Concessions and State Aid: Does the State Act as a Regulator or Market Operator?

When Member States act as regulators they need not maximise revenue from the granting of concessions rights. When Member States act as regulators they must grant concession rights on the basis of procedures which are competitive, transparent, non-discriminatory and unconditional.

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Is it possible for a public authority to grant State aid through a defective procurement procedure? The answer is in the affirmative for a number of reasons. For example, a procedure for the purchasing of goods or services that excludes potential bidders may result in a higher price paid by the procuring authority. Some of the excluded bidders may be willing to supply at a lower price. This confers an undue advantage on the winner and also results in excessive transfer of State resources. Conversely, a procedure for the sale of services or public assets that excludes potential bidders may result in a lower price charged by the selling authority. Some of the excluded bidders may be willing to offer a higher price. This also confers an undue advantage on the winner and also results in transfer of state resources through loss of revenue.

In the former case, the public authority acts as a private buyer, while in the latter case the public authority acts as a private seller or vendor. The behaviour of the hypothetical market operator defines a benchmark against which to assess procurement procedures. But what happens when a public authority acts as a regulator rather than a market operator? What benchmark can be used to determine whether it behaves as public authority should behave? Can a “public operator” benchmark be defined as opposed to that of a “private operator” or “market operator”?

The answer is also in the affirmative for the simple reason that when the State exercises its regulatory powers it must treat equally all those who are regulated and are in the same situation. This normally stems from the purpose of regulation itself, which is to remedy a market failure or achieve a social objective. If regulation is applied unevenly, in a discriminatory manner, it will not constrain or incentivise equally all those that it seeks to regulate and therefore it will not achieve fully its aims. It follows that the appropriate benchmark is the application of the relevant regulation in a non-discriminatory manner by the relevant public authority.

What happens, however, when there is a mixed situation such as when the regulatory act or decision involves the charging of a fee? For example, in order to obtain a licence to practice medicine or to broadcast or to operate a bank, it is normal to pay a fee. In most cases the purpose of the fee is merely to cover the administrative costs of the issuing of the licence. In some regulated industries such as banking or telecommunications, the fee is also intended to contribute towards the costs of the regulatory body. That is, the expenses of the regulator are covered by those it regulates.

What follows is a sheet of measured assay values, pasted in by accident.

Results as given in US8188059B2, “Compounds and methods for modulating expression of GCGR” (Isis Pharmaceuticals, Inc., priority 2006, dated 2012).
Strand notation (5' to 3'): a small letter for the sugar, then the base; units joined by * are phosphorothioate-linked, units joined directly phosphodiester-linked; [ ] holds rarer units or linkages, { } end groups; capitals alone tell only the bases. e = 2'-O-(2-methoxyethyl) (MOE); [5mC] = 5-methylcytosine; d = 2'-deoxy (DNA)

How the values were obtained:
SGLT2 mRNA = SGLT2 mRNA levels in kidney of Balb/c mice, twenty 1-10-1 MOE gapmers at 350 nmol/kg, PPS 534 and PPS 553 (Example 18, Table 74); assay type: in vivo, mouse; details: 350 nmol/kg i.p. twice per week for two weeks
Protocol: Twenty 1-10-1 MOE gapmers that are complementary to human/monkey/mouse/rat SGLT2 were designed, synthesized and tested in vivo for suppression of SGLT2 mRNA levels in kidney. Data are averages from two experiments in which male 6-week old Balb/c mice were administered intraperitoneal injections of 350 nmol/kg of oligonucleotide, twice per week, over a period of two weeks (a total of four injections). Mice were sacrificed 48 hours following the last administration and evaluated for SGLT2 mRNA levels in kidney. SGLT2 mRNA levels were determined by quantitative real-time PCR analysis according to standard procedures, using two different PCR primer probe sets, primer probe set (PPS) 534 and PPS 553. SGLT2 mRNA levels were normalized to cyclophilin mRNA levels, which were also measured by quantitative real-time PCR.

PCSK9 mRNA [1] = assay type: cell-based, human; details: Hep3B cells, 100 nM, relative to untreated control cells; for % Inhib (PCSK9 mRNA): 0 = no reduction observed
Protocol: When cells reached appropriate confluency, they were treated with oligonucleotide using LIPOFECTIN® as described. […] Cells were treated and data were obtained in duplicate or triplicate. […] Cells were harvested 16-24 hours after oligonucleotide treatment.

The case which is reviewed in this article falls in a third category: a concession to explore and potentially exploit a State asset such as mineral deposits. The fee here can have three purposes: i) to cover administrative costs, ii) to determine who gets the right to prospect for minerals [by assigning that right to the highest bidder] and iii) to generate revenue for the State from the profits that the concession holder can eventually earn from the commercial exploitation of the extracted minerals. A competitive selection would normally ensure that the second and third purposes would be achieved simultaneously. The winner would be the company to offer the highest fee to the concession authority, while the fee would be determined by the amount of the expected future profits. The company that would be the most efficient to extract the minerals and most successful in selling them would presumably be the one that would offer the highest fee.

The question which must be answered at this point in order to understand the reasoning of the Commission is whether Member States are obliged to establish an auctioning process or any other competitive selection method that can maximise revenue. The answer is negative whenever they act as public authorities or regulators in pursuit of public policy objectives. EU case law neither obliges them, nor prevents them from maximising revenue. Two landmark cases are worth recalling here.

The first is the judgment in case C-518/13, Eventech v The Parking Adjudicator,[1] concerning the use of bus lanes in London by black taxis but not mini cabs.

“(47) It must however be stated that that question […] concerns whether the bus lanes policy, by which TfL [Transport for London (the relevant regulator)] pursues the objective laid down by the State legislation, namely to ensure a safe and efficient transport system, must be regarded as conferring on its beneficiaries an economic advantage, for the purposes of Article 107(1) TFEU, which falls within the scope of EU law on State aid and which has an economic value which must be paid for by those beneficiaries.”